To me this is a major crime... less major than gambling, but still a major crime.  I would like to see punishments akin to those caught using PEDs.

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Just my 2 cents, but what Houston did they did as a team and to me is much worse than one guy with a gambling problem.

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27 minutes ago, John_Brian_K said:

Just my 2 cents, but what Houston did they did as a team and to me is much worse than one guy with a gambling problem.

I'd equate it with steroids. While still wrong, it's still an attempt to win games. Gambling is not on the that level because it also incentivises losing.

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I think JBK does has a point that this is a team activity and that makes it worse than a guy using PEDs on his own.  This is a team activity and so goes deeper than just one person.

That said, I question whether PEDs during the worst of the epidemic was really just isolated individuals without team knowledge.  Granted, it likely was team organized, but I doubt that most teams were ignorant of what was going on.

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15 hours ago, RedRamage said:

I think JBK does has a point that this is a team activity and that makes it worse than a guy using PEDs on his own.  This is a team activity and so goes deeper than just one person.

That said, I question whether PEDs during the worst of the epidemic was really just isolated individuals without team knowledge.  Granted, it likely was team organized, but I doubt that most teams were ignorant of what was going on.

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On Friday, November 22, 2019 at 12:46 PM, RedRamage said:

No, for four reasons:

First, I won't trust someone who bet on their own team to win would never be on their own team to lose.  Betting is the cardinal sin of baseball (and sports in general) and everyone knows that.  If you're so a-moral that you're willing to bet anyway, I don't believe that you'd be moral enough to ONLY bet on your team to win.

Second, if you're betting on the game you are doing something that is highly illegal within the sport and so have a strong design to keep it quiet.  Further, you run the possibility of being in debt to people who have a huge interest in being able to control games and could easily apply pressure for you to fix a game, even one you're not betting on.  You are in a highly compromised position.

Third, even assuming you only ever bet on your team to win and assuming that you never got into huge debt or successfully resisted any attempt to coerce you into losing a game, there's still a problem of the spread.  You can still win or lose a game and win the bet if it beats the spread.  You could simply not try to win by as much.

Fourth, let's say #1 and #2 don't come into play and when you bet you only ever bet for your team to win without any regard to a spread, there's still another problem: What about when you don't bet?  Especially as a manager Pete Rose has the ability to sit or play star players which could dramatically influence the outcome.  Further, he could decide to keep a struggling pitcher in a game because he hadn't bet on that one and would rather the pitcher just take his lumps rather than use up bullpen arms which he might need in a game he is betting on.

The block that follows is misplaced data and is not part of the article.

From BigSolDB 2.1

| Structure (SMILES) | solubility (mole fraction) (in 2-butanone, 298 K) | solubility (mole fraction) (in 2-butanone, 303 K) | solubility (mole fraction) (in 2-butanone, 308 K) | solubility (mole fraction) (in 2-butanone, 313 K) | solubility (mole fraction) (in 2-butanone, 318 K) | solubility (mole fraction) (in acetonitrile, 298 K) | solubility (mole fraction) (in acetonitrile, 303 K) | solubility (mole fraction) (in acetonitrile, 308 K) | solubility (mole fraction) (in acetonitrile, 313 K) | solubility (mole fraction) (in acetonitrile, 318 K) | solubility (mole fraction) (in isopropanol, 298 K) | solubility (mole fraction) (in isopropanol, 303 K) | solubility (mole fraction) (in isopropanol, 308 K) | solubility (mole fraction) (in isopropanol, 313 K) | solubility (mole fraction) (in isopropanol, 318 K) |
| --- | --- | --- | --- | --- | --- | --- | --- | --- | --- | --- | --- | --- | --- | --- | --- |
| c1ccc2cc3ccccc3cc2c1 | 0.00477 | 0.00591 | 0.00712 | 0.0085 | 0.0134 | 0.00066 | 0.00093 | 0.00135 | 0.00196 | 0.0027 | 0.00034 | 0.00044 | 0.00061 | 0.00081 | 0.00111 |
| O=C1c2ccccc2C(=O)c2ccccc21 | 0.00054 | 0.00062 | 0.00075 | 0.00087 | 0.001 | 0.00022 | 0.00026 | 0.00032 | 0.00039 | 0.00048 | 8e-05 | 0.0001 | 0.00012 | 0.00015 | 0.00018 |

With stealing signs many of these issues disappear:

1. You're not stealing sign to get worse.  If you're willing to cheat you're scum, but you're scum interested in winning.  You don't cheat to lose.

2. This is still an issue for sign stealing.  If someone caught you they could lean on you to try and fix games or threaten to report that you cheated.

3. Obviously betting spreads have nothing to do with sign stealing.

4. There isn't any incentive to not try as hard as possible simply because signs can't be stolen this game.  If the camera broke one game, for example, the manager isn't going to decide not to play a star player because there's no incentive to win.

EDIT to add: Please don't misunderstand here... I still think this is a major problem and I do NOT agree with people like the author of the linked story above that "this 'scandal' is fun. It’s one of the first fun scandals we’ve had in sports in decades." 

To me this is a major crime... less major than gambling, but still a major crime.  I would like to see punishments akin to those caught using PEDs.

Another  major concern with a manager betting on his own team to win is that he may manage differently in a game if he has money on it, in ways that may help win that game but be detrimental to the team overall.  Like playing  a ding'ed-up star who should be sitting and risking further injury to him, or bringing in a closer who has pitched three days in a row and needs a break, or maybe bringing in tomorrow's ace starter in relief and compromising the next game for the sake of winning this one.